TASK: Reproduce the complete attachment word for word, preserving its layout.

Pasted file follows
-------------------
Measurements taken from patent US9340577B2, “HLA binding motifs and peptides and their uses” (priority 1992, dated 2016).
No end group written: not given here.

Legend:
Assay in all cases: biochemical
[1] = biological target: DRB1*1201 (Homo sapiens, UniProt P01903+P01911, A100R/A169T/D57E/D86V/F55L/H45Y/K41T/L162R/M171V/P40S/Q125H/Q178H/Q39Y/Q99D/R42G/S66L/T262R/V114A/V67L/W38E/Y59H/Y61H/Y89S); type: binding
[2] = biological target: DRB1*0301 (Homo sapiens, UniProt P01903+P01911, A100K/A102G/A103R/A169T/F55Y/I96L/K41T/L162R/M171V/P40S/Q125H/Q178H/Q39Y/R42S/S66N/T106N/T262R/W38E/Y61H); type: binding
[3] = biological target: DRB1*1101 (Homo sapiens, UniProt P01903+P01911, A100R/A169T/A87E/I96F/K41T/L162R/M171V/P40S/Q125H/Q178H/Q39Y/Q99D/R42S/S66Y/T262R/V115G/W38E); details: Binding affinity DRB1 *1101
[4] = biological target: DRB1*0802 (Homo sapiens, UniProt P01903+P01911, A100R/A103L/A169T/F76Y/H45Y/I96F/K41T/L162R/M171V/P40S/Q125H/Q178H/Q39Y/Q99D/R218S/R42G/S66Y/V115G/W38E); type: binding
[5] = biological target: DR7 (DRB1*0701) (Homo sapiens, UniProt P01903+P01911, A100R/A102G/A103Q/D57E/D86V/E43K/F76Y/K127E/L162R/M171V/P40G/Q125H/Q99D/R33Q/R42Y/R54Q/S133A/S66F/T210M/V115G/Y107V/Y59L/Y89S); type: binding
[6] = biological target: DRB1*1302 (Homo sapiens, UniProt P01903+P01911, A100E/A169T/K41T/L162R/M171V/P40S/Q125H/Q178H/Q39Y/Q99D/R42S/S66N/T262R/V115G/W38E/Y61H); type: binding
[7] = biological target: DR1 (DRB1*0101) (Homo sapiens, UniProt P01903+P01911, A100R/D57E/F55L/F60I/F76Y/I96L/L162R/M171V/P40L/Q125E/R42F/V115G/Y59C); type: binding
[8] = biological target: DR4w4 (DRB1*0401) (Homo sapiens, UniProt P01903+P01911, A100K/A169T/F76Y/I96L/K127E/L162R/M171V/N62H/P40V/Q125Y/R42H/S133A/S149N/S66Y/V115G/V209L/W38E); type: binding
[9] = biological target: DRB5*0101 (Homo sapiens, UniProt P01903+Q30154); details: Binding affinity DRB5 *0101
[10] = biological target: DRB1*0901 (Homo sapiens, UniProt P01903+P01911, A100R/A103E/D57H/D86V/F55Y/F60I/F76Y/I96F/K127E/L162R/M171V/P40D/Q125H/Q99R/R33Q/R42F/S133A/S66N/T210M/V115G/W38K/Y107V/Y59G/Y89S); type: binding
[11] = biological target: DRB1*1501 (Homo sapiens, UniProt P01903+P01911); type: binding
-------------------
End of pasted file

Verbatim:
Measurements taken from patent US9340577B2, “HLA binding motifs and peptides and their uses” (priority 1992, dated 2016).
No end group written: not given here.

Legend:
Assay in all cases: biochemical
[1] = biological target: DRB1*1201 (Homo sapiens, UniProt P01903+P01911, A100R/A169T/D57E/D86V/F55L/H45Y/K41T/L162R/M171V/P40S/Q125H/Q178H/Q39Y/Q99D/R42G/S66L/T262R/V114A/V67L/W38E/Y59H/Y61H/Y89S); type: binding
[2] = biological target: DRB1*0301 (Homo sapiens, UniProt P01903+P01911, A100K/A102G/A103R/A169T/F55Y/I96L/K41T/L162R/M171V/P40S/Q125H/Q178H/Q39Y/R42S/S66N/T106N/T262R/W38E/Y61H); type: binding
[3] = biological target: DRB1*1101 (Homo sapiens, UniProt P01903+P01911, A100R/A169T/A87E/I96F/K41T/L162R/M171V/P40S/Q125H/Q178H/Q39Y/Q99D/R42S/S66Y/T262R/V115G/W38E); details: Binding affinity DRB1 *1101
[4] = biological target: DRB1*0802 (Homo sapiens, UniProt P01903+P01911, A100R/A103L/A169T/F76Y/H45Y/I96F/K41T/L162R/M171V/P40S/Q125H/Q178H/Q39Y/Q99D/R218S/R42G/S66Y/V115G/W38E); type: binding
[5] = biological target: DR7 (DRB1*0701) (Homo sapiens, UniProt P01903+P01911, A100R/A102G/A103Q/D57E/D86V/E43K/F76Y/K127E/L162R/M171V/P40G/Q125H/Q99D/R33Q/R42Y/R54Q/S133A/S66F/T210M/V115G/Y107V/Y59L/Y89S); type: binding
[6] = biological target: DRB1*1302 (Homo sapiens, UniProt P01903+P01911, A100E/A169T/K41T/L162R/M171V/P40S/Q125H/Q178H/Q39Y/Q99D/R42S/S66N/T262R/V115G/W38E/Y61H); type: binding
[7] = biological target: DR1 (DRB1*0101) (Homo sapiens, UniProt P01903+P01911, A100R/D57E/F55L/F60I/F76Y/I96L/L162R/M171V/P40L/Q125E/R42F/V115G/Y59C); type: binding
[8] = biological target: DR4w4 (DRB1*0401) (Homo sapiens, UniProt P01903+P01911, A100K/A169T/F76Y/I96L/K127E/L162R/M171V/N62H/P40V/Q125Y/R42H/S133A/S149N/S66Y/V115G/V209L/W38E); type: binding
[9] = biological target: DRB5*0101 (Homo sapiens, UniProt P01903+Q30154); details: Binding affinity DRB5 *0101
[10] = biological target: DRB1*0901 (Homo sapiens, UniProt P01903+P01911, A100R/A103E/D57H/D86V/F55Y/F60I/F76Y/I96F/K127E/L162R/M171V/P40D/Q125H/Q99R/R33Q/R42F/S133A/S66N/T210M/V115G/W38K/Y107V/Y59G/Y89S); type: binding
[11] = biological target: DRB1*1501 (Homo sapiens, UniProt P01903+P01911); type: binding